Before you decide to breed this rare kind of fish, it is always a good idea to ask your regional vet the sex. You can always try and breed them yourself but this can turn out to be a challenging task for most. Usually the male Triops Longicaudatus have large pads under their finger, which allows them to grab onto the females for mating purposes.
Consider putting the males and females in the same setting. They can actually stay with each other without resulting in any risk to one another. These Triops Longicaudatus will not eat each other unless they are starving to death. Therefore, it is advised not to separate them. It is actually a better concept to have 2 females and 4 mates in the fish reservoir.
Put the fish reservoir in the underground room for about six to seven weeks. What we are trying to do is introduce a cool down interval which will start the breeding process. However, make sure the temperature is not below 45 degrees Farenheit so the Longicaudatus do not die. Once the six weeks have gone by, consider increasing the heat range progressively.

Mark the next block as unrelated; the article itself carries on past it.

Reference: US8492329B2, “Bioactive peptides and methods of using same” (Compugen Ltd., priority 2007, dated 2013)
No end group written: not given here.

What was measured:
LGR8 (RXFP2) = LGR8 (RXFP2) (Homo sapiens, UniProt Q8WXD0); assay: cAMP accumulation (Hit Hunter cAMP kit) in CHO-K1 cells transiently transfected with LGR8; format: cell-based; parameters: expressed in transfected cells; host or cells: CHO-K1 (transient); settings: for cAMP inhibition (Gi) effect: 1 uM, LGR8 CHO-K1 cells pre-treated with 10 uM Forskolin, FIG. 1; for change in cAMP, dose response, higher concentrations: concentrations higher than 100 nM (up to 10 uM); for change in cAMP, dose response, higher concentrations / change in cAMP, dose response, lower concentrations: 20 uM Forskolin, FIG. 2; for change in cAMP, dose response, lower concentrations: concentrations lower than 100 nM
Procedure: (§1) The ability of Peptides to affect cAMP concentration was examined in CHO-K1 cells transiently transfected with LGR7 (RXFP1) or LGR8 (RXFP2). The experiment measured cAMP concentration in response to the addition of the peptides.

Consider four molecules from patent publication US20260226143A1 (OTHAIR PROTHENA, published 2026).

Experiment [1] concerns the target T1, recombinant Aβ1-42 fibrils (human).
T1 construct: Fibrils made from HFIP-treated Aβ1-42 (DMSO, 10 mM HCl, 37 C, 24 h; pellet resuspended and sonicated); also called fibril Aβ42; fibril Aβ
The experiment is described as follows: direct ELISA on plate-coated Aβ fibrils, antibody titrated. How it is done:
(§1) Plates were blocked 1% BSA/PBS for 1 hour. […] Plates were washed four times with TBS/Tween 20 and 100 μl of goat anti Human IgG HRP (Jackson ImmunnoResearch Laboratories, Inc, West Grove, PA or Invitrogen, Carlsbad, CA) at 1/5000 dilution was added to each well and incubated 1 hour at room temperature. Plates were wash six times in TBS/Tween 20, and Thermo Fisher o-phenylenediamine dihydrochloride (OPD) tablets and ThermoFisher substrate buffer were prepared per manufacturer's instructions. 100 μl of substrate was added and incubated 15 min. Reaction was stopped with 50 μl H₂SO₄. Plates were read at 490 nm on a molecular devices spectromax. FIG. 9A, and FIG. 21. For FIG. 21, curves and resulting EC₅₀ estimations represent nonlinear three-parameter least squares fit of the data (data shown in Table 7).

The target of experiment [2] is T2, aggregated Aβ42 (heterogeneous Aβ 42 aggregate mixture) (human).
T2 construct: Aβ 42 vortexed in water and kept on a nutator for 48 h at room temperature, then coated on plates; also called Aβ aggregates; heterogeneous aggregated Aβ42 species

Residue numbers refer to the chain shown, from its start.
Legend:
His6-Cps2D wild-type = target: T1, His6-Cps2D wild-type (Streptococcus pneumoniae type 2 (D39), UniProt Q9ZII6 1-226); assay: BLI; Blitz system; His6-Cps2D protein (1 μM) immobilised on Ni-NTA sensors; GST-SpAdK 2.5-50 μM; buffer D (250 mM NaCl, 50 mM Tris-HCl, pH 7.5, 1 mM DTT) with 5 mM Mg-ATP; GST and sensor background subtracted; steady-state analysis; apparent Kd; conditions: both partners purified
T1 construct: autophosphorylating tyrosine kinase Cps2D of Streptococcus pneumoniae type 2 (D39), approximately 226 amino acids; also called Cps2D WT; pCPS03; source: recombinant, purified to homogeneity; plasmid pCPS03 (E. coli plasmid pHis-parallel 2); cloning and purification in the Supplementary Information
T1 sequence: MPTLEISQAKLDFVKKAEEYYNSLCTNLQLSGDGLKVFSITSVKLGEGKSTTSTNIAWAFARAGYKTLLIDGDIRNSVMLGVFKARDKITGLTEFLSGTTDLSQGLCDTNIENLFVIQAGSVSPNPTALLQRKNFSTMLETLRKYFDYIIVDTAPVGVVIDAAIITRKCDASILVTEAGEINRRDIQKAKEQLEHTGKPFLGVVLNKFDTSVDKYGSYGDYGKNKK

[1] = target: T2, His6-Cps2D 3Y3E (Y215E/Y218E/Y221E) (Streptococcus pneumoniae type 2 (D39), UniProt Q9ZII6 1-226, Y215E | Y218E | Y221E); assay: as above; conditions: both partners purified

For those looking into breeding this rare kind of fish, you should observe them throughout to actually see if any improvement can be seen. Typically, a male will try and capture the female from his fingers and then jump onto her back for mating purposes. If she remains in that place, it is an excellent signal, suggesting that the breeding process has begun.
Once the breeding process is over, it is the time for the females to lay eggs. She should lay about 200 eggs on the bottom of your fish reservoir or also around any rocks placed inside the aquarium.
Once the eggs have arrived, consider separating the male from the female. Separate the eggs carefully and exchange them into another fish reservoir. However, you must make sure the reservoir is at exactly 77 degrees F. The eggs should hatch out in approximately three to four days time.